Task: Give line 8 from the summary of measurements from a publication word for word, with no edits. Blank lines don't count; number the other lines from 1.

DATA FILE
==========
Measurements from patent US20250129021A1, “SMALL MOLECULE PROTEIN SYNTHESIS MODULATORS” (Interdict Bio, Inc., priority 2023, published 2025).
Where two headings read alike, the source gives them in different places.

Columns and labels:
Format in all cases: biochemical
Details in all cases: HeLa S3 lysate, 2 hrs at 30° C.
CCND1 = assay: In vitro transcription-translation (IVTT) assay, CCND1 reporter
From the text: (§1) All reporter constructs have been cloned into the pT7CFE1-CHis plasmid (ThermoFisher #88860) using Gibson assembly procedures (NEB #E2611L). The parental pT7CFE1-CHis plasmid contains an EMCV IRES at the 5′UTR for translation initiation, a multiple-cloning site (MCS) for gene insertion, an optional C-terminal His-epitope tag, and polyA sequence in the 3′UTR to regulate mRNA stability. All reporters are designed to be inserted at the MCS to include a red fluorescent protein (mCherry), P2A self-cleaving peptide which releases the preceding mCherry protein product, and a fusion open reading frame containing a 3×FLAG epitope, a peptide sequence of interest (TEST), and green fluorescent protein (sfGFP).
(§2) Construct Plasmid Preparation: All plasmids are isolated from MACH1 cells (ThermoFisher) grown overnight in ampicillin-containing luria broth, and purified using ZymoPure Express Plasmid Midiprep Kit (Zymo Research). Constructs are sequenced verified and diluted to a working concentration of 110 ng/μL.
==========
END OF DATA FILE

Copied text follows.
(§2) Construct Plasmid Preparation: All plasmids are isolated from MACH1 cells (ThermoFisher) grown overnight in ampicillin-containing luria broth, and purified using ZymoPure Express Plasmid Midiprep Kit (Zymo Research). Constructs are sequenced verified and diluted to a working concentration of 110 ng/μL.